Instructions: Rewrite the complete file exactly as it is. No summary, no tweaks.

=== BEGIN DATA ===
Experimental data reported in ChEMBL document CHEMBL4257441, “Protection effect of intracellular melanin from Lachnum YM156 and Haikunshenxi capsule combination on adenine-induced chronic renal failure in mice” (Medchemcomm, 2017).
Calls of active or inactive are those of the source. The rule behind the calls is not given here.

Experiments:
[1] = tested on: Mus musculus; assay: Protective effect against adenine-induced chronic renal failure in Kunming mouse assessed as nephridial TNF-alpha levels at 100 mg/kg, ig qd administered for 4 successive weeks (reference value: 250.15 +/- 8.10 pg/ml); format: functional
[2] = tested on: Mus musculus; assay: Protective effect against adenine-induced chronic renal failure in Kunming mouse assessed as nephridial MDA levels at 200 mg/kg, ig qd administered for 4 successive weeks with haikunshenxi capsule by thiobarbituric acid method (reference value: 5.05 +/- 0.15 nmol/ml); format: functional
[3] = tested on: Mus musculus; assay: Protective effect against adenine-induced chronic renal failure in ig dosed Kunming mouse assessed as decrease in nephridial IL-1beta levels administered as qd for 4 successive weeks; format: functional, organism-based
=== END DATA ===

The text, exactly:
Experimental data reported in ChEMBL document CHEMBL4257441, “Protection effect of intracellular melanin from Lachnum YM156 and Haikunshenxi capsule combination on adenine-induced chronic renal failure in mice” (Medchemcomm, 2017).
Calls of active or inactive are those of the source. The rule behind the calls is not given here.

Experiments:
[1] = tested on: Mus musculus; assay: Protective effect against adenine-induced chronic renal failure in Kunming mouse assessed as nephridial TNF-alpha levels at 100 mg/kg, ig qd administered for 4 successive weeks (reference value: 250.15 +/- 8.10 pg/ml); format: functional
[2] = tested on: Mus musculus; assay: Protective effect against adenine-induced chronic renal failure in Kunming mouse assessed as nephridial MDA levels at 200 mg/kg, ig qd administered for 4 successive weeks with haikunshenxi capsule by thiobarbituric acid method (reference value: 5.05 +/- 0.15 nmol/ml); format: functional
[3] = tested on: Mus musculus; assay: Protective effect against adenine-induced chronic renal failure in ig dosed Kunming mouse assessed as decrease in nephridial IL-1beta levels administered as qd for 4 successive weeks; format: functional, organism-based